Under Casolaro's body, paramedics found an empty Milwaukee beer can, two white plastic liner-trash bags, and a single edge razor blade. There was also a half-empty wine bottle nearby. Ridgeway and Vaughan write that nothing was placed in the bathtub drain to prevent debris from draining away, and none of the bathwater was saved. Other than the gruesome scene, the hotel room was clean and orderly. There was a legal pad and a pen present on the desk; a single page had been torn from the pad, and a message written on it: "To those who I love the most: Please forgive me for the worst possible thing I could have done. Most of all I'm sorry to my son. I know deep down inside that God will let me in."
Based on the note, the absence of a struggle, no sign of a forced entry, and the presence of alcohol, police judged the case a straightforward suicide. After inspecting the scene, they found four more razor blades in their envelopes in a small package. Police interviews further revealed that no one had seen nor heard anything suspicious. The Martinsburg police contacted authorities in Fairfax, Virginia, who said they would notify Casolaro's family.
The first autopsy was performed on Casolaro's body at the University of Virginia on August 14, 1991. The coroner determined that blood loss was the cause of death, and that death had occurred from one to four hours before the body was discovered, or roughly between 8:00 a.m. and 11:00 a.m. on August 10.
The day after Casolaro's body was found, Village Voice editor Dan Bischoff received an anonymous telephone call alerting him to Casolaro's death. By Tuesday, August 13, Ridgeway and Vaughan write, the "rumors were flying,...and by the next day, the crazies started coming out of the woodwork. There were vague unsubstantiated rumors that the Mafia was somehow involved, and the wildest story even suggested that the undertaker was an employee of the CIA, hired to clean up after an agency assassination." Even at the funeral, they write, the family felt "engulfed by mysteries." As the ceremony drew to a close, a highly decorated military officer in U.S. Army dress reportedly arrived in a limousine. Accompanied by another man in plain clothes, the military man approached the coffin just before it was lowered into the ground, laid a medal on the lid, and saluted. No one recognized either man and, to this day, they have never been identified. Further, Casolaro was known to have complained numerous times about threatening or unsettling phone calls directed at him, often occurring late at night, including those received by his housekeeper during his absences from his home.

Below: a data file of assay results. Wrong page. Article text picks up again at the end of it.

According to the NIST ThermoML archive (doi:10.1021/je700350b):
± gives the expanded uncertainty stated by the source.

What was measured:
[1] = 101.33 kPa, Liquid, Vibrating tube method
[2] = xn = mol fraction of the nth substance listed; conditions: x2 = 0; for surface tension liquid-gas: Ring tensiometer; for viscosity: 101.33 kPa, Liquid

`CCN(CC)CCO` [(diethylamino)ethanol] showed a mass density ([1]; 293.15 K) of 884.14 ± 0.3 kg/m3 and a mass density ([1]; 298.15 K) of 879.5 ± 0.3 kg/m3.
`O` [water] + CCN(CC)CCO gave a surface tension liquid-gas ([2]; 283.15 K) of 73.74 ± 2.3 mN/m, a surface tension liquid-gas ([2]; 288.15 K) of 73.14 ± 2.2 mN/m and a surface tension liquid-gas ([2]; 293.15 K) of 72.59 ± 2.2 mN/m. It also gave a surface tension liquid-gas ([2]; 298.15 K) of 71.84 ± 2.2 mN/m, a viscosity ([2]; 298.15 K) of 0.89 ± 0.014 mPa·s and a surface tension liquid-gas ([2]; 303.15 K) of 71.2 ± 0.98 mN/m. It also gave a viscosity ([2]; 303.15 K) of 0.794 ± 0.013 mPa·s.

After Casolaro's death was reported by several mainstream news organizations, police re-examined room 517. The adjacent rooms had been rented the evening of Casolaro's death — one by Mike Looney, the other by an unnamed family. No one reported hearing anything unusual either on the night of August 9 or the morning of August 10. In January 1992, about five months after Casolaro's death, Dr. Frost of the Virginia state medical examiner's office performed another autopsy; he returned a second suicide verdict, citing blood loss as the cause of death. Frost said there was evidence of the early stages of multiple sclerosis, but the degree of severity was probably minor. Toxicology analysis uncovered traces of several drugs: antidepressants, acetaminophen, and alcohol. He wrote: "There was nothing present in any way that could have incapacitated Casolaro so he would have been incapable of struggling against an assailant, let alone been sufficient to kill him."
Ron Rosenbaum, a journalist acquaintance of Casolaro's, speculated in Vanity Fair that Casolaro may have intended his suicide to appear to be murder triggered by his research, in order to have others look into the story after his death.